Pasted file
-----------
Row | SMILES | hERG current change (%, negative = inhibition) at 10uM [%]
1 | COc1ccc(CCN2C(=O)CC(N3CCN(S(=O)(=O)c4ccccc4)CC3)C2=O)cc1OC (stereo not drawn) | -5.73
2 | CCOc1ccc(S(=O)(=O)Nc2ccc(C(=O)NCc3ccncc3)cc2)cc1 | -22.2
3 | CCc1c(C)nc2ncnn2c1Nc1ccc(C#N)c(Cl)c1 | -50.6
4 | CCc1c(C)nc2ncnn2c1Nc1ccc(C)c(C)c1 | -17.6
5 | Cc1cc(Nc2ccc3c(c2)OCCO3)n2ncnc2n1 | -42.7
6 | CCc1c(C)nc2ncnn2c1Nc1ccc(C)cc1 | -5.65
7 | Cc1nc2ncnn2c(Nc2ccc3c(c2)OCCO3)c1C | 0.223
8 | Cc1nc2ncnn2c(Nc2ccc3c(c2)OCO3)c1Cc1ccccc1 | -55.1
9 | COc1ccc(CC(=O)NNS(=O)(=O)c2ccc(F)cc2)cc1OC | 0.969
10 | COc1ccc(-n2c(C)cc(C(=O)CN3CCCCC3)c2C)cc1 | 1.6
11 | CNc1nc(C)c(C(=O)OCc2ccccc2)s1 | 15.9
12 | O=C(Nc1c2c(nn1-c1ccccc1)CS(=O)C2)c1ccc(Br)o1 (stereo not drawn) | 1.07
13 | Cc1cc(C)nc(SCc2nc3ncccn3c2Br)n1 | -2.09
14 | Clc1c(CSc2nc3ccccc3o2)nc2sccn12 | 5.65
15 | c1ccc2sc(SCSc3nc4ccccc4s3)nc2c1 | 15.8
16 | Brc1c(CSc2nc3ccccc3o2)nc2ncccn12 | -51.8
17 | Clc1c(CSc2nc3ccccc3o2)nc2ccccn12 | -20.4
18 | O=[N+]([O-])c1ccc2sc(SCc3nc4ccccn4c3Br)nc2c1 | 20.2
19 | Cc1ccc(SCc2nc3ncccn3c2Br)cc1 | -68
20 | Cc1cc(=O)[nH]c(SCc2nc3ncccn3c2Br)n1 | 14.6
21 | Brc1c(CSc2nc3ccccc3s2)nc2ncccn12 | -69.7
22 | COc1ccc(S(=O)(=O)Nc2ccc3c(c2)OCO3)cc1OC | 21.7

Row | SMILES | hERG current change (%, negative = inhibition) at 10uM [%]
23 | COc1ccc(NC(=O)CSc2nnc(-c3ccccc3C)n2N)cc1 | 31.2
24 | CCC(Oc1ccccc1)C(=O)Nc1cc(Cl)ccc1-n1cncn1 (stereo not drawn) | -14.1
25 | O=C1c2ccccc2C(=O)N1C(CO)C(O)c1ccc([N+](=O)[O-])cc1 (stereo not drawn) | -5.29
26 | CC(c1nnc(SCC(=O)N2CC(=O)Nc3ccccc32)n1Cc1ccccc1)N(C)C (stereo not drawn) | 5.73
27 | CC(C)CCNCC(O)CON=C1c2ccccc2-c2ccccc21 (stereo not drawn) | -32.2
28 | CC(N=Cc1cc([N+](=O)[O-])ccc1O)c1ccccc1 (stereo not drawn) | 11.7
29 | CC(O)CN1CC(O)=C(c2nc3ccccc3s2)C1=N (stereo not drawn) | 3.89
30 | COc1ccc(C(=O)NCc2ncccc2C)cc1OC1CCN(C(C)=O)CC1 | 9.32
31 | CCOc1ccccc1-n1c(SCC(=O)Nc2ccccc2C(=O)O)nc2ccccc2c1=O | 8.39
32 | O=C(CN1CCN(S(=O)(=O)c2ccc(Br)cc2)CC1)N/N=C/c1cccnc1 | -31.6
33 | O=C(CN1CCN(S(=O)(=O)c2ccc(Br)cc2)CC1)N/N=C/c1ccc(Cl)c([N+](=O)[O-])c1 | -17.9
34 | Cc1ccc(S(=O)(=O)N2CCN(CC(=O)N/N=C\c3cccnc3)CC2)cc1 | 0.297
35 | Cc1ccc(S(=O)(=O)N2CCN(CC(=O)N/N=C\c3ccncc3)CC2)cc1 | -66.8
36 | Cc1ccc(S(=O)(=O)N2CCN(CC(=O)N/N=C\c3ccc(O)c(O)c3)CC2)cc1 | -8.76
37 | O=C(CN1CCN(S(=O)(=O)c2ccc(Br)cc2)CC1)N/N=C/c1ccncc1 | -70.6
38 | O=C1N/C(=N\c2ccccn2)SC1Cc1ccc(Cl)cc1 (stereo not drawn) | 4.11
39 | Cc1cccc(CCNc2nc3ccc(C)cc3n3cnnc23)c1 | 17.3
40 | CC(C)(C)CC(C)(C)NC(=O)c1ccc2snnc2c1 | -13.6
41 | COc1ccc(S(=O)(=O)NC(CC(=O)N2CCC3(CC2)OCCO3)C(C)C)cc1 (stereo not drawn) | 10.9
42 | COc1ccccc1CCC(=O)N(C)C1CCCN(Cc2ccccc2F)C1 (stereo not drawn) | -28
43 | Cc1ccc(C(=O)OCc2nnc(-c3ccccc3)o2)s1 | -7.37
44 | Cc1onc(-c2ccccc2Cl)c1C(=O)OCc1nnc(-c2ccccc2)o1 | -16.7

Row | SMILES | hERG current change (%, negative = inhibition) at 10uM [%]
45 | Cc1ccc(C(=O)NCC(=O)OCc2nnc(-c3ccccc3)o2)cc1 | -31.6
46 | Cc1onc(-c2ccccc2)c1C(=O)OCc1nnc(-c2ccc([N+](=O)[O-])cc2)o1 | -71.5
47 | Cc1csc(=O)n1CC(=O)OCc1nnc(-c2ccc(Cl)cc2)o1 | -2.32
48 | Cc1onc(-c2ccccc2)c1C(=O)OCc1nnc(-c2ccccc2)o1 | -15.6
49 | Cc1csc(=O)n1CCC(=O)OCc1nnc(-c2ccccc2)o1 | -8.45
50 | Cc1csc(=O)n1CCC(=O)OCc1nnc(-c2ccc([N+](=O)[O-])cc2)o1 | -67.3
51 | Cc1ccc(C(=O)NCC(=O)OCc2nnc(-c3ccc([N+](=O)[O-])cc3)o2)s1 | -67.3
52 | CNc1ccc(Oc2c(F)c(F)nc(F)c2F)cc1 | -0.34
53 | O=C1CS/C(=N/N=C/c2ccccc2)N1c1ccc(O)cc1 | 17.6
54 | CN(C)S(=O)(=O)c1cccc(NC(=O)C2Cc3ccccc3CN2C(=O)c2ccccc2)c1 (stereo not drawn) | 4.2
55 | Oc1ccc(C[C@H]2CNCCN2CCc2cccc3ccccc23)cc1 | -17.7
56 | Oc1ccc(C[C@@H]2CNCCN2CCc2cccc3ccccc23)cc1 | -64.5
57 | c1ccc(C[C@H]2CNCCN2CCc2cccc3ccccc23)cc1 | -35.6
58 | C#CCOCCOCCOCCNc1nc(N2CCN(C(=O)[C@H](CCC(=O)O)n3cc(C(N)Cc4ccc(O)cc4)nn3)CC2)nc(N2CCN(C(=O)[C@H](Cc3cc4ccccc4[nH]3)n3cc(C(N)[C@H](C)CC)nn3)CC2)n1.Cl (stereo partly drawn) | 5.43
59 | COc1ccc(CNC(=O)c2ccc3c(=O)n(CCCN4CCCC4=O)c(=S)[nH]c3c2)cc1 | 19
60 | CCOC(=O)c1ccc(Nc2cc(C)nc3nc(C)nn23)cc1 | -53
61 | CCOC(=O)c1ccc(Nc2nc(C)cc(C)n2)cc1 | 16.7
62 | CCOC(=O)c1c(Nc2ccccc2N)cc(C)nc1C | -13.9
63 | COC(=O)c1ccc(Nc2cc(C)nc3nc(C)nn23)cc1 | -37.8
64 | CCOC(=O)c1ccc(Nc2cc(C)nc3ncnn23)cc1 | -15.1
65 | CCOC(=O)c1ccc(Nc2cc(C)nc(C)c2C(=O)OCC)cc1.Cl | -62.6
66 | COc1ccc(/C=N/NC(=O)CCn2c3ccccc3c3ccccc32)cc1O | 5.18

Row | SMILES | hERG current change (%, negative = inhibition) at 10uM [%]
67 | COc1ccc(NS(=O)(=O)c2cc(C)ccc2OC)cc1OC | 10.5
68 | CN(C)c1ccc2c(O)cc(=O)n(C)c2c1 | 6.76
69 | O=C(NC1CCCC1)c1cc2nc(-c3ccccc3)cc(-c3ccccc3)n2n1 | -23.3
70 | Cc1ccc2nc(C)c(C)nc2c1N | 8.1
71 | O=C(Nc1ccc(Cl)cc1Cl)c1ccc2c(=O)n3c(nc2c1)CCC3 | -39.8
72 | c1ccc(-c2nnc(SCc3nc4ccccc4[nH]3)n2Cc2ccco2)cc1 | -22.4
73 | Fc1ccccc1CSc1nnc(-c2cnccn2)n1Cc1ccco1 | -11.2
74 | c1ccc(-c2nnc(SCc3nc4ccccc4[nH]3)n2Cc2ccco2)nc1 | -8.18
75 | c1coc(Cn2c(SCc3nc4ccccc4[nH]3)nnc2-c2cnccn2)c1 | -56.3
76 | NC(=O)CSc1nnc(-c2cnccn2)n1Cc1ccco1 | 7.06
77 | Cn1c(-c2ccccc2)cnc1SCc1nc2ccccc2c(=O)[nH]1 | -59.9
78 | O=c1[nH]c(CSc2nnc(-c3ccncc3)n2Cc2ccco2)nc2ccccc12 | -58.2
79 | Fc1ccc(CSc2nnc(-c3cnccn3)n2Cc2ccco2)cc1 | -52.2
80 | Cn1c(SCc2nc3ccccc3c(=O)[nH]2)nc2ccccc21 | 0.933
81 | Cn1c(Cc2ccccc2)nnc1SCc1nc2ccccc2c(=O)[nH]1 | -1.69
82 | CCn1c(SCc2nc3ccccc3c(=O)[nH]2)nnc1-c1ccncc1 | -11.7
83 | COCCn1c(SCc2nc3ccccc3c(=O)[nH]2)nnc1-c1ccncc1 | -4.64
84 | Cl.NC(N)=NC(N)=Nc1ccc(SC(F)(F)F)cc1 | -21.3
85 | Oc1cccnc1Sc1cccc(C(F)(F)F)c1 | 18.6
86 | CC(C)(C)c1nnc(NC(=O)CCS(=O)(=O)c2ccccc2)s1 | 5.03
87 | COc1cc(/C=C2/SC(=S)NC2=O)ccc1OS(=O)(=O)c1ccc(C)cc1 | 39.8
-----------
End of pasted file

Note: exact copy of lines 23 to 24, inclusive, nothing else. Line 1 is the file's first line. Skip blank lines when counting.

22 | COc1ccc(S(=O)(=O)Nc2ccc3c(c2)OCO3)cc1OC | 21.7

Row | SMILES | hERG current change (%, negative = inhibition) at 10uM [%]